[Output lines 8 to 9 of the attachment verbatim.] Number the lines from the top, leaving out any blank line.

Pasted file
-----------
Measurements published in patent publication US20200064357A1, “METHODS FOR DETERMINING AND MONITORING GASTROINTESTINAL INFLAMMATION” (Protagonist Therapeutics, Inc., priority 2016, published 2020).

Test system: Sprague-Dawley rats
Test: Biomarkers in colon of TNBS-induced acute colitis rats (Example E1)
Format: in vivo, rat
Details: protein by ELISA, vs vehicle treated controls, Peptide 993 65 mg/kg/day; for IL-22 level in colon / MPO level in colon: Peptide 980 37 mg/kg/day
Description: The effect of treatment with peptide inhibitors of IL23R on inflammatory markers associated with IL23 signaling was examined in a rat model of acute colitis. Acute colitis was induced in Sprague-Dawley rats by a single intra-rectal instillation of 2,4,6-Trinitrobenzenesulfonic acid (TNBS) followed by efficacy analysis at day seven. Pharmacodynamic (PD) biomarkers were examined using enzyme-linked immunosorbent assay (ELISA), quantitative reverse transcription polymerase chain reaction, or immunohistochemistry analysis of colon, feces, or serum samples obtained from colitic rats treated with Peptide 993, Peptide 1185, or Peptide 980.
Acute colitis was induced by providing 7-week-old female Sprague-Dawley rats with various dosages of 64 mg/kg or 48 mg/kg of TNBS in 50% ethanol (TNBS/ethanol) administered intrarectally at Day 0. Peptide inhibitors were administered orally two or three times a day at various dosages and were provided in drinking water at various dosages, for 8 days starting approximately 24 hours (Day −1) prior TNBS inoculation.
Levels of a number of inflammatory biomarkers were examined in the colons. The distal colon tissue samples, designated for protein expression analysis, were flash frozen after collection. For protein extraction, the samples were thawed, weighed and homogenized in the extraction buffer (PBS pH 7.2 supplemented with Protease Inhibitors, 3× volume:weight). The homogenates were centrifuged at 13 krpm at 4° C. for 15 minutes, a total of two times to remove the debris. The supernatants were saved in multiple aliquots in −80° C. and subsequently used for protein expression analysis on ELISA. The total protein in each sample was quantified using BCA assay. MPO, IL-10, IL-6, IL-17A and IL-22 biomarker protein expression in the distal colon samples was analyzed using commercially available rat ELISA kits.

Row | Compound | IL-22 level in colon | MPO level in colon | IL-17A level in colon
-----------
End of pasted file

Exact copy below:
Levels of a number of inflammatory biomarkers were examined in the colons. The distal colon tissue samples, designated for protein expression analysis, were flash frozen after collection. For protein extraction, the samples were thawed, weighed and homogenized in the extraction buffer (PBS pH 7.2 supplemented with Protease Inhibitors, 3× volume:weight). The homogenates were centrifuged at 13 krpm at 4° C. for 15 minutes, a total of two times to remove the debris. The supernatants were saved in multiple aliquots in −80° C. and subsequently used for protein expression analysis on ELISA. The total protein in each sample was quantified using BCA assay. MPO, IL-10, IL-6, IL-17A and IL-22 biomarker protein expression in the distal colon samples was analyzed using commercially available rat ELISA kits.

Row | Compound | IL-22 level in colon | MPO level in colon | IL-17A level in colon